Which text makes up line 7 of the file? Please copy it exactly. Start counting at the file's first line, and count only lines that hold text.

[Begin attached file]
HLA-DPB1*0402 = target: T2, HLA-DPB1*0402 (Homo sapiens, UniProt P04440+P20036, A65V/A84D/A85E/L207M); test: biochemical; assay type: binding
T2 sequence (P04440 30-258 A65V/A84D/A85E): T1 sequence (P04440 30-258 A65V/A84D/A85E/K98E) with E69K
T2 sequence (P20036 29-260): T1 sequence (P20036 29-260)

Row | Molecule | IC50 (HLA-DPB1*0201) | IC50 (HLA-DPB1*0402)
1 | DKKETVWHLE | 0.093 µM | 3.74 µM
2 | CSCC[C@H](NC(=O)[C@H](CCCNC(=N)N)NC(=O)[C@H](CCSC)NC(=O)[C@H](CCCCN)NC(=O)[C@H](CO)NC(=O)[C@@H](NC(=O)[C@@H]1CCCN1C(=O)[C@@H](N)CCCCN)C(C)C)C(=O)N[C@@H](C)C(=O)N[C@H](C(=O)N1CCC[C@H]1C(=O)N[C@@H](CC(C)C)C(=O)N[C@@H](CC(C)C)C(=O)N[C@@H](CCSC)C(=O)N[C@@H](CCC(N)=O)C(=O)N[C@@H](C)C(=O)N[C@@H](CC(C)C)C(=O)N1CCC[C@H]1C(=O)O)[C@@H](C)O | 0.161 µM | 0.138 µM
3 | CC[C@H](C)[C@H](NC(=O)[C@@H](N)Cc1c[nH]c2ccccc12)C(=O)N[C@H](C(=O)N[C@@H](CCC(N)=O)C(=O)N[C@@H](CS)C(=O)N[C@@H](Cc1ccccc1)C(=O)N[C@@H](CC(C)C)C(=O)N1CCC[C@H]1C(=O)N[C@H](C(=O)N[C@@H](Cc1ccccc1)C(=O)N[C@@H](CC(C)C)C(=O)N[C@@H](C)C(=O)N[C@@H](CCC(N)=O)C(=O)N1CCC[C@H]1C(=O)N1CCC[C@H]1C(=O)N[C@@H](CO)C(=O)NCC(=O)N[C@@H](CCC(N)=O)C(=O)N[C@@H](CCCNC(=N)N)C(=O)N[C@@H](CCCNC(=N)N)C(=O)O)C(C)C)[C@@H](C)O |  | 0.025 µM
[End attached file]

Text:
3 | CC[C@H](C)[C@H](NC(=O)[C@@H](N)Cc1c[nH]c2ccccc12)C(=O)N[C@H](C(=O)N[C@@H](CCC(N)=O)C(=O)N[C@@H](CS)C(=O)N[C@@H](Cc1ccccc1)C(=O)N[C@@H](CC(C)C)C(=O)N1CCC[C@H]1C(=O)N[C@H](C(=O)N[C@@H](Cc1ccccc1)C(=O)N[C@@H](CC(C)C)C(=O)N[C@@H](C)C(=O)N[C@@H](CCC(N)=O)C(=O)N1CCC[C@H]1C(=O)N1CCC[C@H]1C(=O)N[C@@H](CO)C(=O)NCC(=O)N[C@@H](CCC(N)=O)C(=O)N[C@@H](CCCNC(=N)N)C(=O)N[C@@H](CCCNC(=N)N)C(=O)O)C(C)C)[C@@H](C)O |  | 0.025 µM